Biffa Waste Services Ltd. and Christiaens Group have realized an In Vessel
Composting Facility located at Etwall in Derbyshire.The input and experience
of Garbology Ltd.’s Jason Allum and Mike Hayward, as Christiaens Group UK
agents, contributed to the successful completion.
This Facility is able to treat over 24.000 tonnes of green waste and kitchen
waste per year and will allow Local Authorities to recover up to 20 percent
more household municipal waste.
This facility contains 6 sealed concrete tunnels which can be opened from
both sides. With this set up physically separated areas are created which
prevents cross contamination of the processed materials by the fresh
Odor is mitigated to a high degree through the combination of sealed tunnels,
negative air pressure, high flow aeration system, a totally sealed air handling
system and a compost process biofilter.
The facility is in operation since April 2007 and gained positive release by the
Veterinary Officer within a few weeks. The Facility is now being operated in
close communication with the Veterinary Officer. ABPR approval is expected
in the nearby future.
PHASE 1 COMPOSTING
Once the tunnel is completely filled, the composting process commences. In order
to comply with the regulations set out in the ABPR the control system enters the
‘kill stage’ after reaching 60°C on both compost temperature and air inlet
The testing period of this facility has shown that as soon as the air inlet
temperature gets above 60°C all the materials are above 60°C.This was indicated
even more by the additional temperature probes which were located at the
bottom of the tunnel adjacent to the outside wall. During the testing period a total
number of 8 temperature probes were used to measure the compost temperature
throughout the entire pile of compost. Additional manual compost temperature
measurements were carried out on the identified critical spots to take the last
doubts away. It is safe to say that the Christiaens In Vessel Composting System can
fulfill all the requested temperature profiles throughout the entire tunnel.
The retention time in the phase 1 tunnels varies from 5 to 10 days, depending on
the amount of feedstock coming into the facility.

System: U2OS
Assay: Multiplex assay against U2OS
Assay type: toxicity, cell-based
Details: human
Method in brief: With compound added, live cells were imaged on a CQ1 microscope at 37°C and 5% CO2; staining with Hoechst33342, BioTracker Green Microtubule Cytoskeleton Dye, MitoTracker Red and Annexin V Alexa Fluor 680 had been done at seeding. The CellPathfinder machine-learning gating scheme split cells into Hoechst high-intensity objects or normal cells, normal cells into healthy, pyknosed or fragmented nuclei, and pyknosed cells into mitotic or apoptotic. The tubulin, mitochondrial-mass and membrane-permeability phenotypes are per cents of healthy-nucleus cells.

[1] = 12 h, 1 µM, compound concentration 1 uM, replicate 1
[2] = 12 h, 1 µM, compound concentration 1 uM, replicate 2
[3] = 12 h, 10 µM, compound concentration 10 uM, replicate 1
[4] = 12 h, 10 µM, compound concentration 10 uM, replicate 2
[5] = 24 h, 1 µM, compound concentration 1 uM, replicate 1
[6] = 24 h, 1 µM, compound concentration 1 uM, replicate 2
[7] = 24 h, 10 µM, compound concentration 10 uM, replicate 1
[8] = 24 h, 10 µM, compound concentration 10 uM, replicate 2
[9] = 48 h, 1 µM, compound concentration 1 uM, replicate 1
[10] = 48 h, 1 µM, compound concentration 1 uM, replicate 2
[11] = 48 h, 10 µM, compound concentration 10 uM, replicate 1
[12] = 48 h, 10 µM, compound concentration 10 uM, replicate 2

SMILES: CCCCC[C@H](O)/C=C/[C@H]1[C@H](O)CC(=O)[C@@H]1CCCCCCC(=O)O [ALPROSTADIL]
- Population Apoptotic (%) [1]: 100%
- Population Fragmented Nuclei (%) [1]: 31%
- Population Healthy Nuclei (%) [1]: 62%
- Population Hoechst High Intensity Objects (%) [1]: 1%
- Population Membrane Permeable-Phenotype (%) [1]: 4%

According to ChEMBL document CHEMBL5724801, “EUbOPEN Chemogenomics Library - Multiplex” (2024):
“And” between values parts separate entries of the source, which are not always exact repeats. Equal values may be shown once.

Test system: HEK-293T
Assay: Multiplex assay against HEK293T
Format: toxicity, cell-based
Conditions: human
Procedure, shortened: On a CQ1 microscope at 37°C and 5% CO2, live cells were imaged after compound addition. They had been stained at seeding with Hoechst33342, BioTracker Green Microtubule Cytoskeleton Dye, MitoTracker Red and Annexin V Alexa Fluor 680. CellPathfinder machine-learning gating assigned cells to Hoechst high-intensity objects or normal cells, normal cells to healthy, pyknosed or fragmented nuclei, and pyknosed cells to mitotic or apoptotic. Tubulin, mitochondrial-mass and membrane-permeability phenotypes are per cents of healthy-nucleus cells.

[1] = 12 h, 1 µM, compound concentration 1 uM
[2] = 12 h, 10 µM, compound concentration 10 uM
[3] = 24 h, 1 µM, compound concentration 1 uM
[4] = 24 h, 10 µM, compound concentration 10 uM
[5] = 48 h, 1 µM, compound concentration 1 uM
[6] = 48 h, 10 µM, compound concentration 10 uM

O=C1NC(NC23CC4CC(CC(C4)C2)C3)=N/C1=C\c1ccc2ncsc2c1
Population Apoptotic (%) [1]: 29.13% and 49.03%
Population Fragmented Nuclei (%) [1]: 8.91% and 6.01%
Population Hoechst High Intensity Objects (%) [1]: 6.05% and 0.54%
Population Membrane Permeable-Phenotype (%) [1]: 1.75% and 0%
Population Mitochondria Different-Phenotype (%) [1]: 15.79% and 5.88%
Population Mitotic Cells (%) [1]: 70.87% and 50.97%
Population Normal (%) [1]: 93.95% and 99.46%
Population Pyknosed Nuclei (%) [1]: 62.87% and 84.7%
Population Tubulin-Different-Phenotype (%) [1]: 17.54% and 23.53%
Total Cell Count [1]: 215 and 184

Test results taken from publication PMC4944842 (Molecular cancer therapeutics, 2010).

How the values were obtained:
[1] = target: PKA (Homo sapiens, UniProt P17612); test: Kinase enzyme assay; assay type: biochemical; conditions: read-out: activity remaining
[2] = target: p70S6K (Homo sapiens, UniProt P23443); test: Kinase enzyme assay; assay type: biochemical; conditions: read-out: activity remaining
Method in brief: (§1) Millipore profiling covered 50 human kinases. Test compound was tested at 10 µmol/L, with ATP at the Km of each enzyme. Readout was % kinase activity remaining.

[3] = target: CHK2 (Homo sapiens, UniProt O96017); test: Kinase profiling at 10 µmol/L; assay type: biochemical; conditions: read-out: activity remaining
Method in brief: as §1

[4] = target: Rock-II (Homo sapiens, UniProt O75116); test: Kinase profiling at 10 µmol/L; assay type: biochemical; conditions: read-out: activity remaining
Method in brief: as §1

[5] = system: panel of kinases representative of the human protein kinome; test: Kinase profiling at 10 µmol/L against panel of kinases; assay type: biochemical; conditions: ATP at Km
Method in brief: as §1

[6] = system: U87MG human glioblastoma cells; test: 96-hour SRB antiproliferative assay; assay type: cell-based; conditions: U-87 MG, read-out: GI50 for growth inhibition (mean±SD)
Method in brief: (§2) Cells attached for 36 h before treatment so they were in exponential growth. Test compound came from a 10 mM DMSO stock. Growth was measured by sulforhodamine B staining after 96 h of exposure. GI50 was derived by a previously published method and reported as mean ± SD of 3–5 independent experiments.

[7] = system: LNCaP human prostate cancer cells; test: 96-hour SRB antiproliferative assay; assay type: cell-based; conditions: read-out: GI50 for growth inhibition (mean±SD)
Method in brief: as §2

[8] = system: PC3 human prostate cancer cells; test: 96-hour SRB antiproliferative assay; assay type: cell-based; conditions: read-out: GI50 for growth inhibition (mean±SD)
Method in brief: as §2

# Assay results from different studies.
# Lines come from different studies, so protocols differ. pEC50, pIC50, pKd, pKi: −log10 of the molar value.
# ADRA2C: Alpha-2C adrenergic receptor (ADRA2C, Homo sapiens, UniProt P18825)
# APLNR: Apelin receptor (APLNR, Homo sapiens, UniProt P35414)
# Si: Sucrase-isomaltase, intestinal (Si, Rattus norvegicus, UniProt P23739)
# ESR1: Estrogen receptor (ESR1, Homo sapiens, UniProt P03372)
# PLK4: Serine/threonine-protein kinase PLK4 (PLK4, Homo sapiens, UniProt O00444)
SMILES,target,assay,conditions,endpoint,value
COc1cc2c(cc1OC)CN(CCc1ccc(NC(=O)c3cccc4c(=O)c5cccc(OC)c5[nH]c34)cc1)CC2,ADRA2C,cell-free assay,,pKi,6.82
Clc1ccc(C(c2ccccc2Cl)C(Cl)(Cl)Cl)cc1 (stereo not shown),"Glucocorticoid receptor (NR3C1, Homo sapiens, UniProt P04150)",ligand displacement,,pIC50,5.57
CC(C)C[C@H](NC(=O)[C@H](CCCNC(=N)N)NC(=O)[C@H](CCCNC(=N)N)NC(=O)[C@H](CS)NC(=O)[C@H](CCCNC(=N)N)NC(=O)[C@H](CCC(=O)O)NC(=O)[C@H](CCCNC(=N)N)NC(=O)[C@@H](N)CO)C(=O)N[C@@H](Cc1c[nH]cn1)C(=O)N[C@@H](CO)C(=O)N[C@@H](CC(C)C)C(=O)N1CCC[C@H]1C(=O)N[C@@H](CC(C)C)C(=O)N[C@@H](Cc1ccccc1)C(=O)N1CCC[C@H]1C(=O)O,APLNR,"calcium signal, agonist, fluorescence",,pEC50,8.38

PHASE 2 COMPOSTING
In order to comply with the ABPR, the set out temperature profiles have to be met
twice. Therefore the materials are transferred from the phase 1 tunnels to the
second phase tunnels where they are treated in the same way as in phase 1.The
second phase was tested in the same way as the phase 1 with the same satisfying
results. The retention time in the phase 2 tunnels varies from 5 to 12 days
depending on the amount of feedstock coming into the facility.
Because of the relative short retention time in combination with high composting
temperatures the degree of composting is relatively low, therefore requiring
additional maturation of the compost. After the materials have been processed
through the tunnels they are put into windrows outside on a concrete pad. After
a certain period of time the compost is mature enough to get PAS100
After the good results that were achieved in the Biffa Etwall In-Vessel
Composting facility, a second facility is realized for Biffa Waste Services Ltd.
For this project Christiaens Group partnered up with G F Tomlinson Group,
who where responsible for the civils. As already was the case for the Biffa
Etwall IVC, the cooperation was very successful.
The input material for the Ufton IVC is collected in the Birmingham area and
consists of mixed green and food waste. Depending on the season the ratio
green/food waste is varying from 80/20 to 60/40.
Due to the content of food waste the material coming out of this facility
has to meet the strict Animal By-Product Regulation. ABPR is legislation
that became active after the devastating Foot & Mouth diseases that swept
throughout Europe some years ago. The ABPR should limit the spreading of
diseases, by demanding a pasteurization period. Currently this requires the
waste to be above 60°C for 2 x 48 hours.
The design capacity of this two stage system is 40.000 tonne/year. The
lay-out consists of a receiving/tipping hall which gives access to the 5 stage
1 tunnels. The stage 1 tunnels have double access doors to prevent cross
contamination. After stage 1 the waste is put into one of the 3 stage 2 tunnels.
After stage 2 the waste is stored outside to mature.
To minimize odour emissions the whole building is kept at negative pressure,
preventing emission of odours. The exhaust of the tunnels is centrally
collected after which it passes one of the water scrubbers and is then blown
through the biofilter for final clean up.
The Ufton IVC facility received the first waste in September 2009. The facility
was ABPR approved in March 2010. Currently (summer 2010) throughput is
even more then the design capacity, without having any problems.
Although the facility is working very well Biffa Waste Services Ltd is always
looking for further improvements. Currently they are looking towards
changing the two-stage pasteurization protocol into a SINGLE PASS protocol,
which should result in reduced handling and increased throughput. If this
change will be successful, of which Biffa is very confident, the pasteurization
protocol for the Etwall IVC facility will also be adapted.